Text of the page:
Following in the footsteps of the US Federal Trade Commission’s (“FTC”) proposed complete ban on non-competes, the UK Government has announced its intention to limit the maximum length of post termination non-compete clauses to just three months.
Here we explore how non-compete covenants currently work in the UK and how the Government intends to reform the law in this area.
What is the current law on non-compete clauses?
In the UK, the general rule when it comes to all post-termination restrictions is that they will be in restraint of trade (and so void and unenforceable) unless they are no wider than reasonably necessary to protect a legitimate interest. Legitimate interests typically include things like confidential information, client contacts or the stability of the workforce. The reasonableness of a restriction is normally assessed according to the activity being restricted, its length and (where relevant, albeit less common nowadays) its geographical reach.
A non-compete (or non-competition) clause is aimed at preventing an employee from joining a competitor for a certain period after the termination of their employment. Described by the courts as “the most powerful weapon in an employer’s armoury” (Pat Systems v Neilly), they are, by their nature, the most draconian of all the covenants. Unlike some jurisdictions, the UK permits non-competes without the need for any payment of compensation to be made to the employee during the period for which they are restrained from working. Employers need, however, to be able to show that their legitimate interests (particularly protection of confidential information) cannot be adequately enforced by other, lesser forms of restrictions (such as non-solicitation or non-dealing clauses) and they are the hardest form of covenant to enforce.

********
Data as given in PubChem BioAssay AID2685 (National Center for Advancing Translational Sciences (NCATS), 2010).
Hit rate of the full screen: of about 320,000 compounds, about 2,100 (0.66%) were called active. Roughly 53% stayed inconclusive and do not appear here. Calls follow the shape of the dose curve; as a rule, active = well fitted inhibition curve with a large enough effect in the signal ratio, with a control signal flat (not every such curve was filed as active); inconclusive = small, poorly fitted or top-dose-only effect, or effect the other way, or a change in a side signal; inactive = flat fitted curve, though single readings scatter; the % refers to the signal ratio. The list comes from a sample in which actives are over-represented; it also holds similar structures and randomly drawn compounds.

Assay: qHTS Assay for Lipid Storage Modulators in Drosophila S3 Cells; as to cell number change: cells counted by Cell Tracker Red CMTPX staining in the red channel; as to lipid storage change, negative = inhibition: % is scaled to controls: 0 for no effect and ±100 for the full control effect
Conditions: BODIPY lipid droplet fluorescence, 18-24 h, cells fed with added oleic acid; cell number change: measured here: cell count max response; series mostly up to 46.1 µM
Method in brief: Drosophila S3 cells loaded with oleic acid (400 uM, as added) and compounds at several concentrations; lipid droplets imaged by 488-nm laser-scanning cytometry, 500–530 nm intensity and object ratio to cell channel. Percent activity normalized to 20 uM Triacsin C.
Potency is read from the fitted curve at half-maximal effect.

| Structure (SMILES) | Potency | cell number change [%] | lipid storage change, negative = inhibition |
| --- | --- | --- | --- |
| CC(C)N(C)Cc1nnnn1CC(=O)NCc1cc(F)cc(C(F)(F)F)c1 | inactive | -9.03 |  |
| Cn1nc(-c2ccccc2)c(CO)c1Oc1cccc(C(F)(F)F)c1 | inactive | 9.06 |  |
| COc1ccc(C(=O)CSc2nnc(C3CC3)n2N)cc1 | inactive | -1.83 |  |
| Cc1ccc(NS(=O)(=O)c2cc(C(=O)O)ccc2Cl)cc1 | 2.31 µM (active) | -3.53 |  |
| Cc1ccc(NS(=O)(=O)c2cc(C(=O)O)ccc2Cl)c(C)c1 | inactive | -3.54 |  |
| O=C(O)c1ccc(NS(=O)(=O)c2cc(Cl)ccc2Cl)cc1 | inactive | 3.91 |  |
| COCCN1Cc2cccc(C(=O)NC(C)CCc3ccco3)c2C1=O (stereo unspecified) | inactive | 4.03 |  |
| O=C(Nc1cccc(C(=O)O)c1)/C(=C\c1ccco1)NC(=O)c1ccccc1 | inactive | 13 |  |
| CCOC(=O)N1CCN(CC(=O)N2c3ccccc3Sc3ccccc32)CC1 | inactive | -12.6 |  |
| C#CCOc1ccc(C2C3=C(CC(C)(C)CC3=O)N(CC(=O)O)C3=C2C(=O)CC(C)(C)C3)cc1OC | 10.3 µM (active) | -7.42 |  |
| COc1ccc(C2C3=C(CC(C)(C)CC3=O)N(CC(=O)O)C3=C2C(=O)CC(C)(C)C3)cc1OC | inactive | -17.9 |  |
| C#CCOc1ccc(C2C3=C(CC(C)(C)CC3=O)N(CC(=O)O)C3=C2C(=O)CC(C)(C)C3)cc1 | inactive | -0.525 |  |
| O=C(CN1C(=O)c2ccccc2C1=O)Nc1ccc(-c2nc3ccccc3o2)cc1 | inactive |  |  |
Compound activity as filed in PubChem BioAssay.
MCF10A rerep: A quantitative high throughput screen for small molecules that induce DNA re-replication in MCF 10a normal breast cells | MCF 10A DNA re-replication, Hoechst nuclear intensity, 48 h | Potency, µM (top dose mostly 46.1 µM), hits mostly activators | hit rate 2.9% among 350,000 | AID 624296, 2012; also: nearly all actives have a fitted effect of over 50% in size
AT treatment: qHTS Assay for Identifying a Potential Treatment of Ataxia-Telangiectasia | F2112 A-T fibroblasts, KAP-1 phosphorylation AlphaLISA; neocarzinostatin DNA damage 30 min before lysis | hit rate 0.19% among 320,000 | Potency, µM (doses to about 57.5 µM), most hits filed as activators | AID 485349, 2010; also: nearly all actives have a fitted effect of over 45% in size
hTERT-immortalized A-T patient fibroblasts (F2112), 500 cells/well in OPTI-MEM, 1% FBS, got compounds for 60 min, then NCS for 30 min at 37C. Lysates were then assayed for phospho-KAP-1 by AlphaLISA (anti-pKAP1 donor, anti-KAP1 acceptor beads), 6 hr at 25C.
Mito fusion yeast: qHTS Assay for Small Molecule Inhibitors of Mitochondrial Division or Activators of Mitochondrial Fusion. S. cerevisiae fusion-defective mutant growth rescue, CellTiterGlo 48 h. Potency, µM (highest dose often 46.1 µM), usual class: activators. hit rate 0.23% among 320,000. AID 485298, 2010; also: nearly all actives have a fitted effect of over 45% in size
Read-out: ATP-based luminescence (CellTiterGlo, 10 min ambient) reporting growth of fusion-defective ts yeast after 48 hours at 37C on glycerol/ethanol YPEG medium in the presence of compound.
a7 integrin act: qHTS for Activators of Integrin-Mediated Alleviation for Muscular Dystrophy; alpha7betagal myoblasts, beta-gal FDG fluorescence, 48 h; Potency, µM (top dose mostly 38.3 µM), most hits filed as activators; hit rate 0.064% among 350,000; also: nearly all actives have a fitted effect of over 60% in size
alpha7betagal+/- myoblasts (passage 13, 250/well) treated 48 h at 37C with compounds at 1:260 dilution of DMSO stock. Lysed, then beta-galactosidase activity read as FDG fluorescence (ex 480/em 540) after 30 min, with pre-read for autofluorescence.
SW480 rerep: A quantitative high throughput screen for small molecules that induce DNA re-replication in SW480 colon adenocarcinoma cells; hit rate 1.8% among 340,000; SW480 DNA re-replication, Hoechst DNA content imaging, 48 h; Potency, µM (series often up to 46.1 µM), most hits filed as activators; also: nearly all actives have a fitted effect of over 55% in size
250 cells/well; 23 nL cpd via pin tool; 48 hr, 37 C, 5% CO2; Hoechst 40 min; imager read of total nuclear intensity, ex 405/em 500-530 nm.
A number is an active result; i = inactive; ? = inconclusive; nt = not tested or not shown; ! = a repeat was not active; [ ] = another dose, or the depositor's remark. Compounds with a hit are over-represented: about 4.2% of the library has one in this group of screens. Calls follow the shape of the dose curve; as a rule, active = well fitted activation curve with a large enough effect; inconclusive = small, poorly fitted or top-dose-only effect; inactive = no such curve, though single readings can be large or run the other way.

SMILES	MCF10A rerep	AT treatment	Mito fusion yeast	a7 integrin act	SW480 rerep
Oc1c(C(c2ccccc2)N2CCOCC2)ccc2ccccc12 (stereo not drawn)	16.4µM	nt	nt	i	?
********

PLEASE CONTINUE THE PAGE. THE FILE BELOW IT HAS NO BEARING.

Currently, the appropriate time period for a non-compete clause will vary depending on factors such as:
- The “shelf life” of the confidential information to which the departing employee had access.
- The seniority of the employee.